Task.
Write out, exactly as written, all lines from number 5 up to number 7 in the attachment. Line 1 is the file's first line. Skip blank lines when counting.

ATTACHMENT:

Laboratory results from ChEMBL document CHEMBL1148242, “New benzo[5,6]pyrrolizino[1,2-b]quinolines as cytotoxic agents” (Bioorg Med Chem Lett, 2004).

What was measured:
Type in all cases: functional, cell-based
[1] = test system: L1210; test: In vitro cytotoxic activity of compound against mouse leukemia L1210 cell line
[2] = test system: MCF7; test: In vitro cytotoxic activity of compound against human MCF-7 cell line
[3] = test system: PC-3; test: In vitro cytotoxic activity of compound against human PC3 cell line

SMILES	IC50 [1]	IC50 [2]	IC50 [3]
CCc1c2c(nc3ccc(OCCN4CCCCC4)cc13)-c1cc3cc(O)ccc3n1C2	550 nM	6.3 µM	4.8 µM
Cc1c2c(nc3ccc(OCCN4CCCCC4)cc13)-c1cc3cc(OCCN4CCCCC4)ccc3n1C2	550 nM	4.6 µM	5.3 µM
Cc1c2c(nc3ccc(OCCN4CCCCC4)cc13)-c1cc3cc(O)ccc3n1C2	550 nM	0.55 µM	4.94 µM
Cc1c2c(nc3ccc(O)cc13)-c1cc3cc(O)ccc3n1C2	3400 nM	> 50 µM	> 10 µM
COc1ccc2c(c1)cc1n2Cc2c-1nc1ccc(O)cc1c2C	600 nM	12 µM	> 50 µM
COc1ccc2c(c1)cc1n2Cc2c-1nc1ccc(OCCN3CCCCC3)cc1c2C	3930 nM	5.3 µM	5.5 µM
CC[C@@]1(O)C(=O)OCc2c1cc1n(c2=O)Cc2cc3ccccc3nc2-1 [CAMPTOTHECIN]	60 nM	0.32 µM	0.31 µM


[2] = test system: MCF7; test: In vitro cytotoxic activity of compound against human MCF-7 cell line
[3] = test system: PC-3; test: In vitro cytotoxic activity of compound against human PC3 cell line

SMILES	IC50 [1]	IC50 [2]	IC50 [3]